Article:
The Artist Wife also offered to vent the Helmet, so I couldn’t turn that down. So behold, the Vented Pith Helmet! (Click the slideshow to advance)
It’s been a busy few months without posts, but there is lots of stuff going on, some of it even coming off the back burner!
Wild Wild West Con 4 is rapidly approaching…and since my Tesla Cane Mk II (with a copy of the Mk I electronics but with the original chip) is in the Sky Harbor Airport Steampunk Exhibition as I mentioned last time, I needed to rebuild the electronics for the Mk I cane itself. I somehow lost (or maybe they were …stolen by an Airship Pirate Gang?!?!) the original code for the flickering, I needed to recreate it. I actually found an earlier version I was fairly happy with in a separate backup, and it made sense to rebuild all the electronics using a Trinket instead of the barebones chip: easier programming (via the built-in mini-USB), battery/voltage management, easy reset, cleaner pinouts, etc.
The Mk I electronics were very simple (see here): I used a bare Atmel ATTiny chip, a resistor, and LED. In the last few years Adafruit and other companies have come along and make really awesome low-cost ATTiny-based boards (I covered them in this post about what to do when an Arduino is too big for your project), and I’d pickup up a couple of the Trinkets to play with. Since a bare ATTiny chip is $2-4 individually and a Trinket is $8…that seems a decent deal.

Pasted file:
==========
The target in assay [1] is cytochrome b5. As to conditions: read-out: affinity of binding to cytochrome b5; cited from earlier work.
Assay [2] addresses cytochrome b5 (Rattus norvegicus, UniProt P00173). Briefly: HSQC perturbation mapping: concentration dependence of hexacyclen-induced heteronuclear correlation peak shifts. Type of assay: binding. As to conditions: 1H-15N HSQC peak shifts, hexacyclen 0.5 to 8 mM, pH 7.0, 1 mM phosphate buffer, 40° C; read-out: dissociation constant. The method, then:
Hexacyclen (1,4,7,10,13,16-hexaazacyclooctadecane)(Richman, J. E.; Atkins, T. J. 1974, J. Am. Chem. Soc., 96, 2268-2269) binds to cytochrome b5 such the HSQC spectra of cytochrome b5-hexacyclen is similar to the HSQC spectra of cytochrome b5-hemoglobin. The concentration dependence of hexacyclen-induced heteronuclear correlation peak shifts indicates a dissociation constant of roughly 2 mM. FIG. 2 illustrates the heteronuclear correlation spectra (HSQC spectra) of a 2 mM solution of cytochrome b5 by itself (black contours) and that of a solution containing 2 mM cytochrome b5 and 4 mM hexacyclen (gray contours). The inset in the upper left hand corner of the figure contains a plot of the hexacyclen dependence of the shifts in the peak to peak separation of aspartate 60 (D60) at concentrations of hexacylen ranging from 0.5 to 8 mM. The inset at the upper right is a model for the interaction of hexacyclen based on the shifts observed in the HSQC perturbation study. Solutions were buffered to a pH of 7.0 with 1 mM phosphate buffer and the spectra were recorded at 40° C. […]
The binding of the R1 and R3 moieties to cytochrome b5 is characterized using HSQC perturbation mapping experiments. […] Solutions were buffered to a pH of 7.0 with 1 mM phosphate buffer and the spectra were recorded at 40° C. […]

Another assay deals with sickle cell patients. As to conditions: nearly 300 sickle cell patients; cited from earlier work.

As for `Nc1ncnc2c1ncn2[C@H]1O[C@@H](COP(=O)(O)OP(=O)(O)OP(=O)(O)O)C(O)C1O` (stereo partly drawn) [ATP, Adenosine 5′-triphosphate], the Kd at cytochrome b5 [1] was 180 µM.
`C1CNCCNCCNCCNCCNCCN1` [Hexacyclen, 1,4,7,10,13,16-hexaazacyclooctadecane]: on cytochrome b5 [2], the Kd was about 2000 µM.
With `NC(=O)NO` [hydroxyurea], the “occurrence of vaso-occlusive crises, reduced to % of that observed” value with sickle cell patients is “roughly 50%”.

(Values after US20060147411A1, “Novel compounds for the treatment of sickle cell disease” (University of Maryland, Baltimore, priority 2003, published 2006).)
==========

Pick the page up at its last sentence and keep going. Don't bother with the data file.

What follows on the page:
So, out with the old:
And in with the new:
The Trinket is slightly bigger, but being able to reprogram via USB is a great advantage!
The Steampunk Exhibit from the Scottsdale Library from last year is being reshown at the Sky Harbor Airport’s Art Gallery! Yes, the airport actually has an Art Gallery in Terminal 3.
My Tesla Cane (actually Mk II of the cane – I made a new version just for such displays, but using the original electronics) and the original prototype Vented Hat by myself and the Artist Wife (along with a pair of our friend Tim’s goggles) are on display!
Even better, the Vented Hat is featured very prominently on their website AND is the cover of the Announcement Postcard for the Exhibit! Woohoo!
The Exhibit is located in several display cases located just inside the Parking Garage of Terminal 3, around the Starbucks. It’s easy to park in the garage and go see it (it’s all before TSA Security), please do so!